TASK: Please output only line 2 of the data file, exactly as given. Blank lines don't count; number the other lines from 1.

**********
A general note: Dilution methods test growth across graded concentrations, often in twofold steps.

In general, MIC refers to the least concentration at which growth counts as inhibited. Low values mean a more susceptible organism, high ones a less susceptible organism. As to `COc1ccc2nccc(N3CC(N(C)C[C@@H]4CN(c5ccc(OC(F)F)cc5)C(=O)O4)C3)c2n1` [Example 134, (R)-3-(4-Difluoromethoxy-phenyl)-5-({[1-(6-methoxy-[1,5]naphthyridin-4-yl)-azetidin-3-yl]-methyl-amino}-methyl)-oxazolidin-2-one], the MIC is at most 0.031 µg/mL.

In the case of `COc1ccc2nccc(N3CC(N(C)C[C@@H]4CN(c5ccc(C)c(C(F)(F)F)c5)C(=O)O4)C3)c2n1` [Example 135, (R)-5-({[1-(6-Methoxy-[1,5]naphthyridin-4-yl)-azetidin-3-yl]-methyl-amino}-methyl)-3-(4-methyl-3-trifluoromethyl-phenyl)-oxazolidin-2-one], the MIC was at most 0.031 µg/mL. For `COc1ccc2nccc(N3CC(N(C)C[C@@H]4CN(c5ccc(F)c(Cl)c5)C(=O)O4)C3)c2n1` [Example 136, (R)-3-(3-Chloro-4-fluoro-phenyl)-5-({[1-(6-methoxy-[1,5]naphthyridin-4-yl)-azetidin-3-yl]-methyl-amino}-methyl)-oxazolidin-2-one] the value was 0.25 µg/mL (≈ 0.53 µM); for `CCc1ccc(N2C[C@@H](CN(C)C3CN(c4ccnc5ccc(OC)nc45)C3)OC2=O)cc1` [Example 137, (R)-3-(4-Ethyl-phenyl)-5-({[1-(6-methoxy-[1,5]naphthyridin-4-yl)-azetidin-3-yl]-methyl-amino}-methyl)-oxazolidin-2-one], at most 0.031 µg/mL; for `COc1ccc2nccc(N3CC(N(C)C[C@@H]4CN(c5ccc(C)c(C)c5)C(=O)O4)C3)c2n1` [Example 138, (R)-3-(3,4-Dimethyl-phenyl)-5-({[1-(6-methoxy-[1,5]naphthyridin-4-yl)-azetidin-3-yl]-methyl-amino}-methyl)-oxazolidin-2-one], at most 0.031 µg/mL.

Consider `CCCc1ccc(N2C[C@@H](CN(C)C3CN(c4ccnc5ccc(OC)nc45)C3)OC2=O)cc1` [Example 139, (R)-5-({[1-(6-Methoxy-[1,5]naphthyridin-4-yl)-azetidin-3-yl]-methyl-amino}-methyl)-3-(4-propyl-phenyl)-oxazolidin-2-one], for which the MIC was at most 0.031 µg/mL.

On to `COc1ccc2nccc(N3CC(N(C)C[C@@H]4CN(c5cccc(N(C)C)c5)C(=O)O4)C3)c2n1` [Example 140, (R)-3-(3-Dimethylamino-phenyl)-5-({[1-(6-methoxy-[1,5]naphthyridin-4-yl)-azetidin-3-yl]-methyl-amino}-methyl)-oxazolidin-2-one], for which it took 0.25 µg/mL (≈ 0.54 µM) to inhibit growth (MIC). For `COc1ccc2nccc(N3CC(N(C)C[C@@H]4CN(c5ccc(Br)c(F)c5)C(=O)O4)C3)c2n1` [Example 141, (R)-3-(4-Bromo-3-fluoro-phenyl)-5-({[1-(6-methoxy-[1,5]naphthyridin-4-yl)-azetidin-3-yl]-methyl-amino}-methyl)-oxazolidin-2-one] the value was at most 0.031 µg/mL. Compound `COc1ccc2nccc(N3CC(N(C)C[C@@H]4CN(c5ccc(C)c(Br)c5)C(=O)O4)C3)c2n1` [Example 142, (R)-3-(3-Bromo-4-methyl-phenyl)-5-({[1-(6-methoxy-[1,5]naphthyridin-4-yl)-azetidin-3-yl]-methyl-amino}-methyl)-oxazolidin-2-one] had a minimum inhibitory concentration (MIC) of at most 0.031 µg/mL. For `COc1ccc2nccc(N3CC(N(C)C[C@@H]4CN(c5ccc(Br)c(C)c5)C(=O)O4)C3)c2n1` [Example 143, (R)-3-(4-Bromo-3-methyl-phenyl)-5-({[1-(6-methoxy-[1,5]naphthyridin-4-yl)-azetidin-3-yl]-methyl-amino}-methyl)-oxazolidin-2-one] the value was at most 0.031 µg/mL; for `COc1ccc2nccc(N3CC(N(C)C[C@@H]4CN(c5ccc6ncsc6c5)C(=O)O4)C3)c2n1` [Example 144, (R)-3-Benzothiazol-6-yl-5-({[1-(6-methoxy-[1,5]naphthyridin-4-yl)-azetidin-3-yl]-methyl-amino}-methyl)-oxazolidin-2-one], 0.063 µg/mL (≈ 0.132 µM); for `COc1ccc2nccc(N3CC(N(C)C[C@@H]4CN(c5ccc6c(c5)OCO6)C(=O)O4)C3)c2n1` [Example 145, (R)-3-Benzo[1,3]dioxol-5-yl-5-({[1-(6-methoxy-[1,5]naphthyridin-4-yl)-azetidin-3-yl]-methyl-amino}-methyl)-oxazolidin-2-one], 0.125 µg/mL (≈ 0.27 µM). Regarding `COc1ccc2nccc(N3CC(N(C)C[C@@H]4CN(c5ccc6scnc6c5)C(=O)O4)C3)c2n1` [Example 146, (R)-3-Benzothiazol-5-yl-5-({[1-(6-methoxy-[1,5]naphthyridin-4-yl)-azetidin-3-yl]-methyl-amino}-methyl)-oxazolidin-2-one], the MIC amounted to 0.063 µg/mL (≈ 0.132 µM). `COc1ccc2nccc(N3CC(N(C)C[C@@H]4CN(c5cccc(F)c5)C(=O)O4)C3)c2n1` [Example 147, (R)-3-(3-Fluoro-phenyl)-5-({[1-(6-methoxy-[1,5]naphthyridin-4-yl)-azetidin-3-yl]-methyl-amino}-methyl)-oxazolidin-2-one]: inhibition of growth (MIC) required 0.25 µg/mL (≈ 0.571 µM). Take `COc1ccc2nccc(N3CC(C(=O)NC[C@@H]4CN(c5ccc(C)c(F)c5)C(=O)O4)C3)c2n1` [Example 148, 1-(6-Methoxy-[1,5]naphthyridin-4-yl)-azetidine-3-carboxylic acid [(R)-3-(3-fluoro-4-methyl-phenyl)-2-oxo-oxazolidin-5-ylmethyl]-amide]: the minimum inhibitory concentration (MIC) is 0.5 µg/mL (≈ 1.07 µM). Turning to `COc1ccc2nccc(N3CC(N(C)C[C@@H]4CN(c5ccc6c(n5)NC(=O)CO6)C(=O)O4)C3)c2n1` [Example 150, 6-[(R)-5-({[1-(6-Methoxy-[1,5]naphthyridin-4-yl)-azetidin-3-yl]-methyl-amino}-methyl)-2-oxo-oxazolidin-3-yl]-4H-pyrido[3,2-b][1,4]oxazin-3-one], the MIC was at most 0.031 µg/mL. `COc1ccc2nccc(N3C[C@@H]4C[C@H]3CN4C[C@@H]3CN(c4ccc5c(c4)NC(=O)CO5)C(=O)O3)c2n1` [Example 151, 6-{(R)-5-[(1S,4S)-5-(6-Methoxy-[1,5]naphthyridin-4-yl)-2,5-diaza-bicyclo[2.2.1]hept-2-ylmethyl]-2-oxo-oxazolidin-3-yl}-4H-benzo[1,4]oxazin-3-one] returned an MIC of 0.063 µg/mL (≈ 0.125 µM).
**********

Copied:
In general, MIC refers to the least concentration at which growth counts as inhibited. Low values mean a more susceptible organism, high ones a less susceptible organism. As to `COc1ccc2nccc(N3CC(N(C)C[C@@H]4CN(c5ccc(OC(F)F)cc5)C(=O)O4)C3)c2n1` [Example 134, (R)-3-(4-Difluoromethoxy-phenyl)-5-({[1-(6-methoxy-[1,5]naphthyridin-4-yl)-azetidin-3-yl]-methyl-amino}-methyl)-oxazolidin-2-one], the MIC is at most 0.031 µg/mL.